- North of Berriozabal and east of Benito Juárez; North of Iglesia de Santo Domingo, Centro Histórico.
Jardín Conzatti • City Park • (N)
Located several blocks north from the bustle of the city center, this small, tranquil, shady park, much less busy than the Zócalo and El Llano parks, is a great place to retreat to, lazing away for an hour or two with a good book or just sitting and people watching.
- South of Jacobo Dalevuelta and west of Reforma; North of Iglesia de Santo Domingo, Centro Histórico.
Canadian Consulate • Canadian Embassy & Consulates • (R)
Honorary Consul is Frances May. For after-hour emergencies, Canadian citizens should contact the consulate at 01-800-706-2900 or call Ottawa toll-free at 001-800-514-0129.
- Pino Suárez 700, Plaza Brena Local 11B (across the street from El Llano park); North of Iglesia de Santo Domingo, Centro Histórico; Mon - Fri 10 am - 2 pm, closed Sat & Sun; phone 951-513-3777; fax 951-515-2147; www.mexico.gc.ca, www.dfait-maeci.gc.ca, www.voyage.gc.ca; firstname.lastname@example.org.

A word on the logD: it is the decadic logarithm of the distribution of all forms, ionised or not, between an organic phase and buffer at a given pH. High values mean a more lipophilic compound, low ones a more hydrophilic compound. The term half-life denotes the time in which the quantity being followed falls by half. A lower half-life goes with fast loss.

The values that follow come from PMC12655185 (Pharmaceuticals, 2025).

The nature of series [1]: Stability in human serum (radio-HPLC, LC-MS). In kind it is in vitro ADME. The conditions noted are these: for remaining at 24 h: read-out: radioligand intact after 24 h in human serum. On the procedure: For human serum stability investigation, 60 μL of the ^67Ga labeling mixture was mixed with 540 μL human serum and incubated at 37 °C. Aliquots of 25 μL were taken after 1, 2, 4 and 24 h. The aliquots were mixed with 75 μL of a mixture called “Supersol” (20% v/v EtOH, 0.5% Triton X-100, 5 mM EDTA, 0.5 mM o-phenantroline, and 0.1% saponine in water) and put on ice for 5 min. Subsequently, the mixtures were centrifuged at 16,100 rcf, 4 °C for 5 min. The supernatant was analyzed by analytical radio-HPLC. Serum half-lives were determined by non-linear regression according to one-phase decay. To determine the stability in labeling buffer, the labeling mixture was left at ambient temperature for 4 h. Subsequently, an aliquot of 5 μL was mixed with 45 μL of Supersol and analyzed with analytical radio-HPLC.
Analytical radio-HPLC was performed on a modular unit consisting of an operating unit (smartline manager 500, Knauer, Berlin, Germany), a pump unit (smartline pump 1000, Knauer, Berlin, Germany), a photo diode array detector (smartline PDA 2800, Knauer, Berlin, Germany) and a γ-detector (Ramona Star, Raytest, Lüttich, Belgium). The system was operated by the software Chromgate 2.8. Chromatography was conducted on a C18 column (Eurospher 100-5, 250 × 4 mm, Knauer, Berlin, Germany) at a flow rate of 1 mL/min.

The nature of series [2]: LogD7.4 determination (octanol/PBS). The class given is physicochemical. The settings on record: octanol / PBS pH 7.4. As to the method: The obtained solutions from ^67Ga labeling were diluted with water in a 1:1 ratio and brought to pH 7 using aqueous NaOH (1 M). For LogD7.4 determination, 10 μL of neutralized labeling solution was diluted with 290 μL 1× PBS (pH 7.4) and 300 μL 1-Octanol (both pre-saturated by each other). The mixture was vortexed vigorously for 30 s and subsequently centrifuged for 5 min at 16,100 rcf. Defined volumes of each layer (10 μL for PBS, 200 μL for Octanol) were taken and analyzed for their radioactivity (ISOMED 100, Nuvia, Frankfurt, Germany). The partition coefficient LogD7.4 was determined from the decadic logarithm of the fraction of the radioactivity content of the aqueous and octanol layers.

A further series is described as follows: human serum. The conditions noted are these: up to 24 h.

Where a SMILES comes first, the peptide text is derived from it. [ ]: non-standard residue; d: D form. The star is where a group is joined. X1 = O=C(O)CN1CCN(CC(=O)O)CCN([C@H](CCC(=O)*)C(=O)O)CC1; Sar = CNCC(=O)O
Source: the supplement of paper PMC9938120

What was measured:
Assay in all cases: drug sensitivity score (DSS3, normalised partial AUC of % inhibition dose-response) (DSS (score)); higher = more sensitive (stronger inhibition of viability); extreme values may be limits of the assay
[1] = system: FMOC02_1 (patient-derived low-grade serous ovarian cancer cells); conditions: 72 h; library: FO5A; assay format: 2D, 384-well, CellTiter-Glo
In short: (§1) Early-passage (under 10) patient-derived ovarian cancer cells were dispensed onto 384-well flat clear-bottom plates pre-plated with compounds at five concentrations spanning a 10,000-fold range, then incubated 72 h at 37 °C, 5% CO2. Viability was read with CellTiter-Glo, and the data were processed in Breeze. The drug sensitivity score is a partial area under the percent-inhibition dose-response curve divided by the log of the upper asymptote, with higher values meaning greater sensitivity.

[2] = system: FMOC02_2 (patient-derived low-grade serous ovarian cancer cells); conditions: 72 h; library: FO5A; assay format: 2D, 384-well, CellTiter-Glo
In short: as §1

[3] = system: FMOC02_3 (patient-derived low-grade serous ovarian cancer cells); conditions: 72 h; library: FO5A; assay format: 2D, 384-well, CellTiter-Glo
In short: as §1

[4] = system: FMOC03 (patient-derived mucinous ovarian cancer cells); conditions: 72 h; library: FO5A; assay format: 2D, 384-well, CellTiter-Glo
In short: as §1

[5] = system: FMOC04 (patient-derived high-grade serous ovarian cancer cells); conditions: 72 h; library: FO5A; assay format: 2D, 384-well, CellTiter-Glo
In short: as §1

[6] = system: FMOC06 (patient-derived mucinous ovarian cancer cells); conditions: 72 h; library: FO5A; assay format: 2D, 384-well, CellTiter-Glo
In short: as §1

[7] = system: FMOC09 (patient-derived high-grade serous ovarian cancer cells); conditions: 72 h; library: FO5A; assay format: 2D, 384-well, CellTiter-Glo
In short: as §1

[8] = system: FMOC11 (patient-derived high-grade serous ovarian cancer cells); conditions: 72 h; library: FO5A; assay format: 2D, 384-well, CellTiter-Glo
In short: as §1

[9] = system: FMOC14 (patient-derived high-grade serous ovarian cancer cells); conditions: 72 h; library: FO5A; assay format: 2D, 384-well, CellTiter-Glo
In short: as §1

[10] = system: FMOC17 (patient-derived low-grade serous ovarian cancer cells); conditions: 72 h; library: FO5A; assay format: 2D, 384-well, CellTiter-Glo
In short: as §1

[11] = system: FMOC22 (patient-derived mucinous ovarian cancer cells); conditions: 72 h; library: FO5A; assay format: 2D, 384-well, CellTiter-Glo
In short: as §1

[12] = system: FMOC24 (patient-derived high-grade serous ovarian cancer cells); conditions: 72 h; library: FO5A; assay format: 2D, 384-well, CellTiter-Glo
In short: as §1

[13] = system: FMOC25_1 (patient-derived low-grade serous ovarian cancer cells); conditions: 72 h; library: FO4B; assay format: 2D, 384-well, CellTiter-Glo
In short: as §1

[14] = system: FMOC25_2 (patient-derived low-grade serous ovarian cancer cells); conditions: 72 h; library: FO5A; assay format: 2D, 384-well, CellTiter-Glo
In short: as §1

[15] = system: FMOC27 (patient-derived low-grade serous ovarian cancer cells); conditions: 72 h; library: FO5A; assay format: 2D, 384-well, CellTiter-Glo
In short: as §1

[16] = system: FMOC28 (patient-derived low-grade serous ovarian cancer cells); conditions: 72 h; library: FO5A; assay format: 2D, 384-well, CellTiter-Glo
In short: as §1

- Pino Suárez 700, across the street from El Llano park; North of Iglesia de Santo Domingo, Centro Histórico; Mon - Fri 9 am - 5 pm, closed Sat & Sun; phone 951-515-2515; www.hsbc.com.mx.
- Benito Juárez, corner Humbolt; North of Iglesia de Santo Domingo, Centro Histórico; daily 7 am - 11 pm; www.fahorro.com.mx.
- Benito Juárez 703, across the street from El Llano park; North of Iglesia de Santo Domingo, Centro Histórico; Mon - Fri 8 am - 4 pm, closed Sat & Sun; phone 951-502-1200 x1595.
- Benito Juárez 703, across the street from El Llano park; North of Iglesia de Santo Domingo, Centro Histórico; phone/fax 951-502-5476; email@example.com.
Turismo El Convento • Tours • (K)
Provides airport pickup service, half- and full-day tours of the city and the valleys, and private group tours. Drivers and guides who speak English, French, German, or Italian are available upon request.
- 5 de Mayo 300, north of Murguia; North of Independencia, Centro Histórico; phone 951-516-5791, 951-516-1806; cell 951-149-8243; www.oaxacaexperts.com; firstname.lastname@example.org.